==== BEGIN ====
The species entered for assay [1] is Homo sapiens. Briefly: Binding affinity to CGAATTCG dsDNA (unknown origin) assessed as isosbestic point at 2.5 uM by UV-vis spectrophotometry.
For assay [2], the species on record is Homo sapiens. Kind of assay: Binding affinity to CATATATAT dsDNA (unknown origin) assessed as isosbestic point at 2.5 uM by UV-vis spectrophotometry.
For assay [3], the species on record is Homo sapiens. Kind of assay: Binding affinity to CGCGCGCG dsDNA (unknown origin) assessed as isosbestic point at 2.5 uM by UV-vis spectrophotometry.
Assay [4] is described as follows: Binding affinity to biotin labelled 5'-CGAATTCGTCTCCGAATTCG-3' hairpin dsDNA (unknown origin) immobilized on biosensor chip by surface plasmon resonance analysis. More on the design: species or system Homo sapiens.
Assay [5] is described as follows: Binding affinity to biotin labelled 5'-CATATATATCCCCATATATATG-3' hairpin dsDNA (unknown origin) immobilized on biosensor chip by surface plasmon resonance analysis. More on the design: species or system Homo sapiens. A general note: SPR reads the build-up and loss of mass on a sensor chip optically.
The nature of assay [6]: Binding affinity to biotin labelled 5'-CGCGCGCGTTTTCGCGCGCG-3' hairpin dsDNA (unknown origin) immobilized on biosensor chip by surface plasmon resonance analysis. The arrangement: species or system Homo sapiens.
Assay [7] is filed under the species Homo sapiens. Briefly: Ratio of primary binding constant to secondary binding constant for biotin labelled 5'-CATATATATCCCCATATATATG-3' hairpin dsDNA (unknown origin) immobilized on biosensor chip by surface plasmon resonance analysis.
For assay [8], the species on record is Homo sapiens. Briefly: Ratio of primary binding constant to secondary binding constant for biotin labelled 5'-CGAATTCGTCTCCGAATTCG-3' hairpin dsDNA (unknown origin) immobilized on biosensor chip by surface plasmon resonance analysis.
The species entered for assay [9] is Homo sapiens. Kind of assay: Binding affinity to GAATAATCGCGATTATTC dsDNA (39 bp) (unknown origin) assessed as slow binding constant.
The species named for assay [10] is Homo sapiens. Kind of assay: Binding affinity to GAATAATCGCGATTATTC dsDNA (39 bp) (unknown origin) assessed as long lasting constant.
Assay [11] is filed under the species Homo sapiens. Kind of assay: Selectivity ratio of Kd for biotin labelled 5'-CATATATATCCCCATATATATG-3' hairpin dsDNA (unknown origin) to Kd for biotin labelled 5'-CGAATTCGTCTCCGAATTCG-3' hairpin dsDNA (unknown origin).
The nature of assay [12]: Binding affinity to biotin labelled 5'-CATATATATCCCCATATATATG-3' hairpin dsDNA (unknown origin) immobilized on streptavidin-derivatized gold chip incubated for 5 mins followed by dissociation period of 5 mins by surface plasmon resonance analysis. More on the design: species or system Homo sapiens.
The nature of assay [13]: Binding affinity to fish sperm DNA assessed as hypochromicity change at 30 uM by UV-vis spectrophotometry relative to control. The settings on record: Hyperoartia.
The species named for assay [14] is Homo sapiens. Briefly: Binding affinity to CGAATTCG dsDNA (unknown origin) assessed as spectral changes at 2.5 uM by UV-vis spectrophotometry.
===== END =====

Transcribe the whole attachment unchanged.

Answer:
The species entered for assay [1] is Homo sapiens. Briefly: Binding affinity to CGAATTCG dsDNA (unknown origin) assessed as isosbestic point at 2.5 uM by UV-vis spectrophotometry.
For assay [2], the species on record is Homo sapiens. Kind of assay: Binding affinity to CATATATAT dsDNA (unknown origin) assessed as isosbestic point at 2.5 uM by UV-vis spectrophotometry.
For assay [3], the species on record is Homo sapiens. Kind of assay: Binding affinity to CGCGCGCG dsDNA (unknown origin) assessed as isosbestic point at 2.5 uM by UV-vis spectrophotometry.
Assay [4] is described as follows: Binding affinity to biotin labelled 5'-CGAATTCGTCTCCGAATTCG-3' hairpin dsDNA (unknown origin) immobilized on biosensor chip by surface plasmon resonance analysis. More on the design: species or system Homo sapiens.
Assay [5] is described as follows: Binding affinity to biotin labelled 5'-CATATATATCCCCATATATATG-3' hairpin dsDNA (unknown origin) immobilized on biosensor chip by surface plasmon resonance analysis. More on the design: species or system Homo sapiens. A general note: SPR reads the build-up and loss of mass on a sensor chip optically.
The nature of assay [6]: Binding affinity to biotin labelled 5'-CGCGCGCGTTTTCGCGCGCG-3' hairpin dsDNA (unknown origin) immobilized on biosensor chip by surface plasmon resonance analysis. The arrangement: species or system Homo sapiens.
Assay [7] is filed under the species Homo sapiens. Briefly: Ratio of primary binding constant to secondary binding constant for biotin labelled 5'-CATATATATCCCCATATATATG-3' hairpin dsDNA (unknown origin) immobilized on biosensor chip by surface plasmon resonance analysis.
For assay [8], the species on record is Homo sapiens. Briefly: Ratio of primary binding constant to secondary binding constant for biotin labelled 5'-CGAATTCGTCTCCGAATTCG-3' hairpin dsDNA (unknown origin) immobilized on biosensor chip by surface plasmon resonance analysis.
The species entered for assay [9] is Homo sapiens. Kind of assay: Binding affinity to GAATAATCGCGATTATTC dsDNA (39 bp) (unknown origin) assessed as slow binding constant.
The species named for assay [10] is Homo sapiens. Kind of assay: Binding affinity to GAATAATCGCGATTATTC dsDNA (39 bp) (unknown origin) assessed as long lasting constant.
Assay [11] is filed under the species Homo sapiens. Kind of assay: Selectivity ratio of Kd for biotin labelled 5'-CATATATATCCCCATATATATG-3' hairpin dsDNA (unknown origin) to Kd for biotin labelled 5'-CGAATTCGTCTCCGAATTCG-3' hairpin dsDNA (unknown origin).
The nature of assay [12]: Binding affinity to biotin labelled 5'-CATATATATCCCCATATATATG-3' hairpin dsDNA (unknown origin) immobilized on streptavidin-derivatized gold chip incubated for 5 mins followed by dissociation period of 5 mins by surface plasmon resonance analysis. More on the design: species or system Homo sapiens.
The nature of assay [13]: Binding affinity to fish sperm DNA assessed as hypochromicity change at 30 uM by UV-vis spectrophotometry relative to control. The settings on record: Hyperoartia.
The species named for assay [14] is Homo sapiens. Briefly: Binding affinity to CGAATTCG dsDNA (unknown origin) assessed as spectral changes at 2.5 uM by UV-vis spectrophotometry.